Toyota’s strategy for selling new hybrid models resembles the Trojan horse, carrying a new model into the market within a familiar package. The automaker announced last week that the 2013 Avalon sedan will be available with gas and hybrid-electric drive trains. The Toyota Technical Center in Ann Arbor, Michigan developed the advanced hybrid system used in the 2013 Avalon. Toyota plans production of both versions of the Avalon at a facility in Georgetown, Kentucky. A glimpse at the performance details for the 2013 Avalon highlights Toyota’s slow but steady approach to expanding hybrid sales beyond the Prius.
The 2013 Avalon Hybrid features a 2.5-liter, four-cylinder engine along with a 204-cell nickel metal hydride (NiMH) battery pack. A pair of electric motors stationed along the axle rounds out a drive system capable of producing 149kW. The front motor restarts the engine at full stops and generates power for the batteries while the rear motor works with the regenerative braking system. Toyota estimates a fuel economy rating of 40 miles per gallon with a city rating of 40 MPG and 39 MPG on the highway.
Avalon Hybrid owners can customize their driving experiences with three drive modes as well as a six-speed automatic transmission. The EV mode allows the 2013 Avalon Hybrid to travel up to one mile at 25 miles per hour using battery power. Drivers interested in maximum fuel economy switch to the ECO mode, which transfers power from climate control and steering to the electric motors. The Sport mode takes advantage of high-performance steering and engine power at the expense of fuel economy. A six-speed automatic transmission seamlessly shifts at higher speeds though Toyota installed a manual option for serious motorists.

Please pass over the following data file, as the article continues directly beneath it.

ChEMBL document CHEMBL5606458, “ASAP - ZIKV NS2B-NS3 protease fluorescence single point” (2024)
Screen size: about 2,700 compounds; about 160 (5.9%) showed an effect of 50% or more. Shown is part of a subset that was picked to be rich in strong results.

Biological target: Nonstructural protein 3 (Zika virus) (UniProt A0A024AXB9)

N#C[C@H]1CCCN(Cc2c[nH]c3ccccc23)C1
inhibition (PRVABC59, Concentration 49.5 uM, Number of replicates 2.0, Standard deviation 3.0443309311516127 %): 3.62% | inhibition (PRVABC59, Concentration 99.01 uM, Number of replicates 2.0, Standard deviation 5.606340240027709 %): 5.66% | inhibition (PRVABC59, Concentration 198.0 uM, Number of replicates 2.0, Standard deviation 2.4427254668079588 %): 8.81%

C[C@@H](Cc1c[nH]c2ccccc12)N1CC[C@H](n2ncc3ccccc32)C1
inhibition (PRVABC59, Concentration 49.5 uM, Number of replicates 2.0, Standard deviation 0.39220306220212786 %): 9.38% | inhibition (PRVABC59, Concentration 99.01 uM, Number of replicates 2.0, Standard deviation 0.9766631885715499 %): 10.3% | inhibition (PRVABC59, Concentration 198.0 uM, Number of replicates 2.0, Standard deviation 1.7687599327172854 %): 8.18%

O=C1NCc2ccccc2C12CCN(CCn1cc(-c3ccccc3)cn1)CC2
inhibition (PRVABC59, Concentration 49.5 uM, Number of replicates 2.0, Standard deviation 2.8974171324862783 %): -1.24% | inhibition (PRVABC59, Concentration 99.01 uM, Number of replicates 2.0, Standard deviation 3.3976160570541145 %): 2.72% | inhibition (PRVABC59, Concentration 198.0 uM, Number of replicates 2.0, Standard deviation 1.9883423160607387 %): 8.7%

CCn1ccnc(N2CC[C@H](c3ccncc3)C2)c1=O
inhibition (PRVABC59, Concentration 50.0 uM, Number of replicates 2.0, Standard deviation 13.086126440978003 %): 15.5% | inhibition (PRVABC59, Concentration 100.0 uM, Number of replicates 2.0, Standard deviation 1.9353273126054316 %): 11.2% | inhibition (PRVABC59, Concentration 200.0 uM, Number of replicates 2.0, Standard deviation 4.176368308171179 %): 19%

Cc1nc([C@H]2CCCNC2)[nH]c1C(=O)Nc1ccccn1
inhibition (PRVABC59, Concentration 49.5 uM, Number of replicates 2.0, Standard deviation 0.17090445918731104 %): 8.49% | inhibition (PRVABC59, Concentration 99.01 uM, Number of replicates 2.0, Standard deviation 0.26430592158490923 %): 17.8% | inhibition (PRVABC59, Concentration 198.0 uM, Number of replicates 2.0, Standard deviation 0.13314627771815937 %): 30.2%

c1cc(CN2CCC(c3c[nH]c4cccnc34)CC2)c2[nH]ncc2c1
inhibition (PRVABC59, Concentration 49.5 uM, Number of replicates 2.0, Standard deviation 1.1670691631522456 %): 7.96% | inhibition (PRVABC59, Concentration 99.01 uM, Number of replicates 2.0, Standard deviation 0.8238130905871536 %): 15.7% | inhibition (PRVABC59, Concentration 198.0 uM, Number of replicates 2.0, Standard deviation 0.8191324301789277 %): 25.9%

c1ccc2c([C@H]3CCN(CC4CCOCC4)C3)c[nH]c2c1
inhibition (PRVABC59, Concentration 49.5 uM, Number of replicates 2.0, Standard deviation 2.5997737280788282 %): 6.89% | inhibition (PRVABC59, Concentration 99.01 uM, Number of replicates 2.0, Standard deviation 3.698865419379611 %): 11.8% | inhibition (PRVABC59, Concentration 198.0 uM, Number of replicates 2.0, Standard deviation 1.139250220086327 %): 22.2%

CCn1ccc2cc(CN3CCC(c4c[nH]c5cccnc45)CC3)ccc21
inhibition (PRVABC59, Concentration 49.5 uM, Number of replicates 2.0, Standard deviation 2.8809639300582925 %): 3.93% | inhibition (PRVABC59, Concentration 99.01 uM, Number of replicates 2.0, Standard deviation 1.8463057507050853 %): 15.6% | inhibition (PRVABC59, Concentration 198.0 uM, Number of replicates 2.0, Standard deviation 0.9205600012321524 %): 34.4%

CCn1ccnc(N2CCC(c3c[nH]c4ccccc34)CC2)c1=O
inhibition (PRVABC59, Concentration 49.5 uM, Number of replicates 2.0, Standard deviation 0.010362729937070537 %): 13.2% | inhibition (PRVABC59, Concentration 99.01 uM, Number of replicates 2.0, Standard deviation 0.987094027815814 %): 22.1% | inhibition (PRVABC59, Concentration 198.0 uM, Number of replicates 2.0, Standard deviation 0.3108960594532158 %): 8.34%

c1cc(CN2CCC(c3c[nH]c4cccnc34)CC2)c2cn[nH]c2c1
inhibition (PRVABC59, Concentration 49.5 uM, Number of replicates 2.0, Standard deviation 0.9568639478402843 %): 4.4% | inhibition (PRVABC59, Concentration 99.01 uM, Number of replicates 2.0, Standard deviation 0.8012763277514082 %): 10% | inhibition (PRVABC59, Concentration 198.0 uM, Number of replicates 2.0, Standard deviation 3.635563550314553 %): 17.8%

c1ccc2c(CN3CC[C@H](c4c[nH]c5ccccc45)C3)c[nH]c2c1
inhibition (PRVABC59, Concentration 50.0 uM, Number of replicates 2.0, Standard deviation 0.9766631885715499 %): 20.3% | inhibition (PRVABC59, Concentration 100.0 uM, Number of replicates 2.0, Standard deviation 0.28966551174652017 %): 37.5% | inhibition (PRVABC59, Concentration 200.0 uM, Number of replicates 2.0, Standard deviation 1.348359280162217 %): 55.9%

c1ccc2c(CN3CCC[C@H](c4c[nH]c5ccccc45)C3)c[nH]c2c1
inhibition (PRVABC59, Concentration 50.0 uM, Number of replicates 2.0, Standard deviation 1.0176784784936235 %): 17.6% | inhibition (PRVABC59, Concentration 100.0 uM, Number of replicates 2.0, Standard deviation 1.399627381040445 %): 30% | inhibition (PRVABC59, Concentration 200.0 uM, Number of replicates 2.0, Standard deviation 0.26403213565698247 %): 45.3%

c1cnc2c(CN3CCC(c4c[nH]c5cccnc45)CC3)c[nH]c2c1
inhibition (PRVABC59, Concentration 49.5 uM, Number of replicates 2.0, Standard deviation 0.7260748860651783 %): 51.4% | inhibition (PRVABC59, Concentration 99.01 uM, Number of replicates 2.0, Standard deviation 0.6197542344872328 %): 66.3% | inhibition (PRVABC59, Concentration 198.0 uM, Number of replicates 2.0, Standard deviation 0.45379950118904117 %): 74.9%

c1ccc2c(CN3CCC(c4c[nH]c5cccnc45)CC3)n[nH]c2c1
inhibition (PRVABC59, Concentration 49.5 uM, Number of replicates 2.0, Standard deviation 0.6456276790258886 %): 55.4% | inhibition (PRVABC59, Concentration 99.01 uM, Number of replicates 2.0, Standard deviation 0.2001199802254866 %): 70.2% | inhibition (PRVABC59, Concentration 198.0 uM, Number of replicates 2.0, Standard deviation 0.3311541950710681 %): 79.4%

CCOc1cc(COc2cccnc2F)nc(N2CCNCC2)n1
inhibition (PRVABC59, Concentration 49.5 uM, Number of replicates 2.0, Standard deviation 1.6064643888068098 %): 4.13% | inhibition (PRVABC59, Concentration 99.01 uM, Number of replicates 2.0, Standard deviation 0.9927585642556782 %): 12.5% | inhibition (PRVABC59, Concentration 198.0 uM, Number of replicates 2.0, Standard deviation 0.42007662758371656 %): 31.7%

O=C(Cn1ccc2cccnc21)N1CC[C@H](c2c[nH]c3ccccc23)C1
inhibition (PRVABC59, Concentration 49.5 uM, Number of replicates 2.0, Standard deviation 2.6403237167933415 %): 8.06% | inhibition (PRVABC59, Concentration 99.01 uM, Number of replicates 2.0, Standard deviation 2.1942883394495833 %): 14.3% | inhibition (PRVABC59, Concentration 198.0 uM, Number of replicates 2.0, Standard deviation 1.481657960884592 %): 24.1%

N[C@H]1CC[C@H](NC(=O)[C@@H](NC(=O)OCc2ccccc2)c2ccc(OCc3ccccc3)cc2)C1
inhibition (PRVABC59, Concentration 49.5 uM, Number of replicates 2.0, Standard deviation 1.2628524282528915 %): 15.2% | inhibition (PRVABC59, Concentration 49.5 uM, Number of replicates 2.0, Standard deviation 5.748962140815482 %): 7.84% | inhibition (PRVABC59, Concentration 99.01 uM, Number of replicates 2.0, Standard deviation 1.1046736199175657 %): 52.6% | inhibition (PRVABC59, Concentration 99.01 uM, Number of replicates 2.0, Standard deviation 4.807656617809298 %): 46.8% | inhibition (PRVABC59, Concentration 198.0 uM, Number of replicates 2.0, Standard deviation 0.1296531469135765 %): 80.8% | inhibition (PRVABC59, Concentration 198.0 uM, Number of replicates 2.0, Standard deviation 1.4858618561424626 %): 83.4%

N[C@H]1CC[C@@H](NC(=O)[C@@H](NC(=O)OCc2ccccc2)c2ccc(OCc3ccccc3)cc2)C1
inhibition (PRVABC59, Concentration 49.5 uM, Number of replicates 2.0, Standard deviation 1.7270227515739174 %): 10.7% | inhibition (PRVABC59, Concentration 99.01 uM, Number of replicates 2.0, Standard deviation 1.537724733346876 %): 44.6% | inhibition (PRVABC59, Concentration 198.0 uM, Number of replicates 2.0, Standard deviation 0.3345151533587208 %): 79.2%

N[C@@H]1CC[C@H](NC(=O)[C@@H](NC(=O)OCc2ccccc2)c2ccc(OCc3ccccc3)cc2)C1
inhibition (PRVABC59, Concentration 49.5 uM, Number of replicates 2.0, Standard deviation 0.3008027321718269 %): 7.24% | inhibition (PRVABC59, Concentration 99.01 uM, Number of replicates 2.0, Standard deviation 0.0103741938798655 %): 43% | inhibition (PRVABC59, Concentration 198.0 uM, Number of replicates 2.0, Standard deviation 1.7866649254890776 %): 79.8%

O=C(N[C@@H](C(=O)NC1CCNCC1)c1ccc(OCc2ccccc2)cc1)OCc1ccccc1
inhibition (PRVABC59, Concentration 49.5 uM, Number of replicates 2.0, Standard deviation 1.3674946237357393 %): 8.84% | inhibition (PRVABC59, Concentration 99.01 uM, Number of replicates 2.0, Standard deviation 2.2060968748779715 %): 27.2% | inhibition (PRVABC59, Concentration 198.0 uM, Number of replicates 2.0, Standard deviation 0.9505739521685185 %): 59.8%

The standard version of the 2013 Avalon eschews fuel economy for a more traditional driving experience. A 3.5-liter V6 engine provides more than enough power for traditionalists with a peak output of 200kW. This model hits 60 MPH from a full stop in less than seven seconds based on early testing. Toyota notes that the standard model has a fuel economy rating of 25 MPG achieved with 21 MPG in the city and 31 MPG on the highway. Drivers do not have access to the EV mode but Toyota added the ECO and Sport modes to the standard drive system.
Toyota could succeed by pairing hybrid and standard versions of the 2013 Avalon though this hardly advances the company’s hybrid bona fides. Hybrid offerings including the Prius and Camry Hybrid were cutting edge only a few years ago as competitors stuck to their guns. The automaker also developed prototypes powered by electricity and natural gas that appeared on the motor show circuit. In the past five years, however, competitors like Nissan and Chevy have joined the fray with models more advanced than the Prius. The 2013 Toyota Avalon shows why Toyota is in danger of falling behind in the green vehicle market. A meager fuel economy differential between versions as well as a high retail price leaves consumers wondering if this is the same company that developed the Prius.